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The proud distinction of being the first Dundee soldier to have been awarded the French Croix de Guerre has fallen on Bombardier Robert Goodman, The Royal Garrision Artillery, who previous to the commencement of hostilities resided with his grandmother, Mrs Munro, 6, Forfar Road, Dundee.Mrs Munro, on Monday received the decoration, which is of the First Order, from the commanding officer of her grandson.
A native of Dundee, Bombardier Goodman was reared by his grandmother, his mother having emigrated to South Africa. His is 22 years of age, and was employed by Messrs David McHardy & Company, King Street, but was afterwards transferred to their Aberdeen branch. While resident in that city he enlisted in the ranks of the Royal Garrison Artillery and has been at the front since the early stages of the war.
Bombardier Goodman, in a letter to his grandmother, says that he expects to be home shortly, when his will explain the manner in which he gained the coveted honour.
Hundreds of thousands of situations will have to be filled, at least temporarily, when the men of military age are withdrawn for the war. Many of these will be filled by women and by men ineligible for military service. But they must be filled by persons who have a certain training. All who wish to help our country in this hour of need should see to it that they have this training.
To fill the places of the vast army of clerks enlisting, women and men with a knowledge of bookkeeping, arithmetic, business correspondence and office routine will be required. If you wish to help, start now to obtain the knowledge. A moderate fee will enable you to enter upon a course in our People’s Correspondence College, by which in your own home and in you own leisure time you can acquire the needful instruction. If you are in earnest fill up the accompanying coupon now and post it this very day.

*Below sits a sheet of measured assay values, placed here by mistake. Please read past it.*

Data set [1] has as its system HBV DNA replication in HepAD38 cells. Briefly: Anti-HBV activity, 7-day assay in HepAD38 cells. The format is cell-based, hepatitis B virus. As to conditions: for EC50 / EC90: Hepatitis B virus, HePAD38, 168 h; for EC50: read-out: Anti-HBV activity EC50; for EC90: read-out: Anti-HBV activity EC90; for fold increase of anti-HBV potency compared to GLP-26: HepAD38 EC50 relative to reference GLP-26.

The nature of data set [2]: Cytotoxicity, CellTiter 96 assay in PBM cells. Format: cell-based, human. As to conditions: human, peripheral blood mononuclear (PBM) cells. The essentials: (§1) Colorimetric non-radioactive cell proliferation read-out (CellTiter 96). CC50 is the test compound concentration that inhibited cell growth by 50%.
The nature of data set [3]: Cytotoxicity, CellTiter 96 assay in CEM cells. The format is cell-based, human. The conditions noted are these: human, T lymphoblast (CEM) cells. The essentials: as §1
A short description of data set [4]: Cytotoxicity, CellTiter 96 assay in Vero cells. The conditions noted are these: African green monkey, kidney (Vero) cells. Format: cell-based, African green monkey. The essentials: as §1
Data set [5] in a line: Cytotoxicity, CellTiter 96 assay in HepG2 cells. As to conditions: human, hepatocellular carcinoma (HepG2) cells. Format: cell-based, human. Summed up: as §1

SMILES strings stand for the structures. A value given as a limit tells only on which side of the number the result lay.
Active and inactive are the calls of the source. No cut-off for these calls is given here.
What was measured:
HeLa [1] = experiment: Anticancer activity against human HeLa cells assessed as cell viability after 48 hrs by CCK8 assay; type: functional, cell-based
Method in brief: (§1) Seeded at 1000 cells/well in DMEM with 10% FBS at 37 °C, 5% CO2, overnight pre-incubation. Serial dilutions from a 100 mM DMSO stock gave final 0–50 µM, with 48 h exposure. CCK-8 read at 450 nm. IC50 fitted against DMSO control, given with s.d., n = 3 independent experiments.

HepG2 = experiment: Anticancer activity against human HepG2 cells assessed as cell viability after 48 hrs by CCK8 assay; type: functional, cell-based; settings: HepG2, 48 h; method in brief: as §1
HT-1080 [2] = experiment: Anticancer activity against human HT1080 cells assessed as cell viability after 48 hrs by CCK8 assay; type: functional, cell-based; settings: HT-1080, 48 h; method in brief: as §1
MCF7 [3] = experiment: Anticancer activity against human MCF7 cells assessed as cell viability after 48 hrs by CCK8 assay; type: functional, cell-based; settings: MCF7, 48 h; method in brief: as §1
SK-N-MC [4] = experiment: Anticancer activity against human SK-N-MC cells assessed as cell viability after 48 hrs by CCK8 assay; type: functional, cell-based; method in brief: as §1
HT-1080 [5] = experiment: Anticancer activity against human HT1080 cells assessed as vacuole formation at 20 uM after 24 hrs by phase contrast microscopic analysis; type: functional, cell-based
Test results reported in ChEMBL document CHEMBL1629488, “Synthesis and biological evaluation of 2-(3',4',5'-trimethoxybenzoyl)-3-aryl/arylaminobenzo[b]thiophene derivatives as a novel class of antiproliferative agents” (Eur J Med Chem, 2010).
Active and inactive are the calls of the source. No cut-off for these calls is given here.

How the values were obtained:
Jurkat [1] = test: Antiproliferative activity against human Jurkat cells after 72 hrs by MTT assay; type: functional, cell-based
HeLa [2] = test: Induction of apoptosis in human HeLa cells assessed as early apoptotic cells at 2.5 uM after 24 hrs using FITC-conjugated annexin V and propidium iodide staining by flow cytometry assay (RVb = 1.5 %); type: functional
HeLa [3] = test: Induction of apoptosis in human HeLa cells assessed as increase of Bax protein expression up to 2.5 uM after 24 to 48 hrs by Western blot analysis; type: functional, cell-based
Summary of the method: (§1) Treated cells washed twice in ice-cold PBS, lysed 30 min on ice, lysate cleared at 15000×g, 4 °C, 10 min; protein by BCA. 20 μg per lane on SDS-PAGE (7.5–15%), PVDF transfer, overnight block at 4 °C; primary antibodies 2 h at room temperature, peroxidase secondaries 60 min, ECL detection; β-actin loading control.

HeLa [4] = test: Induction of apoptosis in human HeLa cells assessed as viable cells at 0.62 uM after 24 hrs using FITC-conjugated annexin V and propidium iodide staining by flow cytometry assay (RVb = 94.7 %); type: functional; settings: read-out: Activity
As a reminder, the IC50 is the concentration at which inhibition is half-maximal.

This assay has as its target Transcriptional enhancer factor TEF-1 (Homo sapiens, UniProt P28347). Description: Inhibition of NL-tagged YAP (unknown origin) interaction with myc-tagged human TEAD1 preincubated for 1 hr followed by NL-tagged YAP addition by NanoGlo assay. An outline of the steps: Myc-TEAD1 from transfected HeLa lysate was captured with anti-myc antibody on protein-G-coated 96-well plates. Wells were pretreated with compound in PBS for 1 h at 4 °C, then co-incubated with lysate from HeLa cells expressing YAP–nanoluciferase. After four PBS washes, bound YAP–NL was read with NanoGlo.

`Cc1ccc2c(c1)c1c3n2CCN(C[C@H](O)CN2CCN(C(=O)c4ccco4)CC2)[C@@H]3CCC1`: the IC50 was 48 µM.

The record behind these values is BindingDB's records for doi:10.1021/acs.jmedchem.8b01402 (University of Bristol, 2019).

To the Principal, People’s Correspondence College, 7, Bank Street, Dundee.
I desire to help in releasing men for war service. Please send me particulars of your courses of instruction in clerical work.
Suitable for Xmas Gifts
Gloves, Blouses, Silk and Wool Scarves,
Furs, Handkerchiefs, &c.
Catalogues posted free on application.
The Xmas Bazaar
Wm. Hunter & Co.,
11-19, Wellgate, Dundee.
Now that our streets are veiled in semi-darkness at night, foot passengers are rather more liable to run into one another. This unpleasantness, and the resulting loss of temper, might be avoided if the public would but bear in mind the rules of the road. Unfortunately, however, comparatively few people appear to know them, and children are not taught them in schools. Permit me to state these simple rules:-
(1) Foot passengers keep to the right; (2) two foot passengers, meeting from opposite directions, pass each other left hand to left hand; (3) a foot passenger overtaking another one going in the same direction passes on the lift hand of that other one. – Alma (2s. 6d.)
Much satisfaction will felt by the many friends in Dundee of Squadron Commander Robert Gordon, R.N.A.S (Captain, temporary Major, R.W), at the signal honour which has just been bestowed upon him.
Commended in the despatches of Vice-admiral King Hall for his work in connection with the destruction of the German cruiser Konigsberg, Squadron Commander Gordon has been awarded the D.S.O distinction. The plucky airman was well known in the city, where, it will be recollected, he commanded the Royal Naval Air Station. Commander Gordon, indeed, the first seaplane flier to visit Juteopolis, and only relinquished his command of the local station for sterner work in March of last year.
In the account of the destruction of the enemy cruiser, Squadron Commander Gordon is commended for his indefatigable work leading up to the vessel’s final destruction, and, it appears, ran great risks in spotting and reconnoitring.